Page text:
Filters for Black & Whitegreenspun.com : LUSENET : Black_and_White_Photography : One Thread
What filter systems have people found most useful - round glass vs gelatin vs resin. I do mostly outdoor photography and am concerned about buying filters for every lens size, but is using a filter haolder and changing it to different lenses more of a hassle? loower quality image?
-- Anonymous, August 02, 1997
I have always used good quality glass filters, I worry about the surface of resin filters scratching. All of my filters are 72mm, which is the largest size filter I need for my largest lens. I use step down rings to get me to the other size lenses that I use. If you have some really small lens requirements you may need to use two rings. The other advantage to using stepdown rings is that I only need two metal lens hoods for all of my lenses. I use the same filters for all my cameras, 35mm to large format. If you do decide to go this route, I urge you to spend a little more and get "good" filters, and then take care of them, they will last a very long time!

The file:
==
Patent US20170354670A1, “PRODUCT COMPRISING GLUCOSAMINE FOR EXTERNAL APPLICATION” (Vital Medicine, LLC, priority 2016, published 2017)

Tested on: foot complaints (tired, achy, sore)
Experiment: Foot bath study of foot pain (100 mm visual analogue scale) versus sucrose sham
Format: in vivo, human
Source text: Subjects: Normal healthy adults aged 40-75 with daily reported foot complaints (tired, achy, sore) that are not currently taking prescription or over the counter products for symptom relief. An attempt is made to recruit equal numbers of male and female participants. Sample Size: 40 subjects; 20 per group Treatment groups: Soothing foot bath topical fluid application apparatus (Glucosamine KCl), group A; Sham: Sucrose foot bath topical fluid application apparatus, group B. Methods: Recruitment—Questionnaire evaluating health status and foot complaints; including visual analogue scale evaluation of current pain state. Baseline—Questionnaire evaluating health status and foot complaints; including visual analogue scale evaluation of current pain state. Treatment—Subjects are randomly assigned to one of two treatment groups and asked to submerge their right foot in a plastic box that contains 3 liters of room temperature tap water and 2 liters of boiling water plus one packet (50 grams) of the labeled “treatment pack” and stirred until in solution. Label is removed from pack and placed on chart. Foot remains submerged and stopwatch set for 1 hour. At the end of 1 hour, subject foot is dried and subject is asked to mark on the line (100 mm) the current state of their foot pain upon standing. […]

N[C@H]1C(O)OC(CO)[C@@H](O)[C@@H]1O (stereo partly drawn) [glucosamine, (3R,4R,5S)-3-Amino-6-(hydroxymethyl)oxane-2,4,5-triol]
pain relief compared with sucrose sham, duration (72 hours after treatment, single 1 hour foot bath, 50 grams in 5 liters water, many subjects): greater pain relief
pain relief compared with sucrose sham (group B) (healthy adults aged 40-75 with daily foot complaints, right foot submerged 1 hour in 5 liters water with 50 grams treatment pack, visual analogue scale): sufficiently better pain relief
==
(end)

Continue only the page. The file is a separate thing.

-- Anonymous, August 11, 1997
I've just switched to acrylic filters using the Lee filter system. I used glass filters for years abd they were fine but I found that I broke more glass filters than I've ever scratched acrylic ones. The acrylic ones are much lighter and easier to store in a backpack and if you're a klutz like me they're a lot safer. Case and point : I dropped my 77mm red filter (glass) while trying to set-up on an incline rock face in So Utah. It wasn't that precarious but the filter impacted and glass popped out of the ring and broke. I was 3 days into a 9 day trip! For the rest of the trip I had to borrow from others If I'd had my new acrylic I may have gotten a scatch but I'd have been a lot better off
-- Anonymous, November 10, 1997